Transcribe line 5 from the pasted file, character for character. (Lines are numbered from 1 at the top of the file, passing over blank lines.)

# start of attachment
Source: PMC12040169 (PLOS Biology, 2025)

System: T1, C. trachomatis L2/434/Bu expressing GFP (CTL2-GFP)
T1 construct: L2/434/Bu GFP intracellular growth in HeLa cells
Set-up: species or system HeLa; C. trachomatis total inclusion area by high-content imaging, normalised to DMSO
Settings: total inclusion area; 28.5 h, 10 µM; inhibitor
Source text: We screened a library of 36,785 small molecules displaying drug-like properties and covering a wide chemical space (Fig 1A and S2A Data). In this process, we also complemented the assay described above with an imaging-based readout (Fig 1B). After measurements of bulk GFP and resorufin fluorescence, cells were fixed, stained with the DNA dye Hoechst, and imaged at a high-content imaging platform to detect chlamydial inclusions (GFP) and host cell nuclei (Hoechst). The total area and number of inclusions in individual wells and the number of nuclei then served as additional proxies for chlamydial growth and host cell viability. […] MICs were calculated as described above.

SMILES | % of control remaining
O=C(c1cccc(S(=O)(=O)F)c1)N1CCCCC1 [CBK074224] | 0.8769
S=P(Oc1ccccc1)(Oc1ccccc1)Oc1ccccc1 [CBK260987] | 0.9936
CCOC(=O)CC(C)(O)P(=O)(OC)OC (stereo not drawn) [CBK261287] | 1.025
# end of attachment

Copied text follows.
Settings: total inclusion area; 28.5 h, 10 µM; inhibitor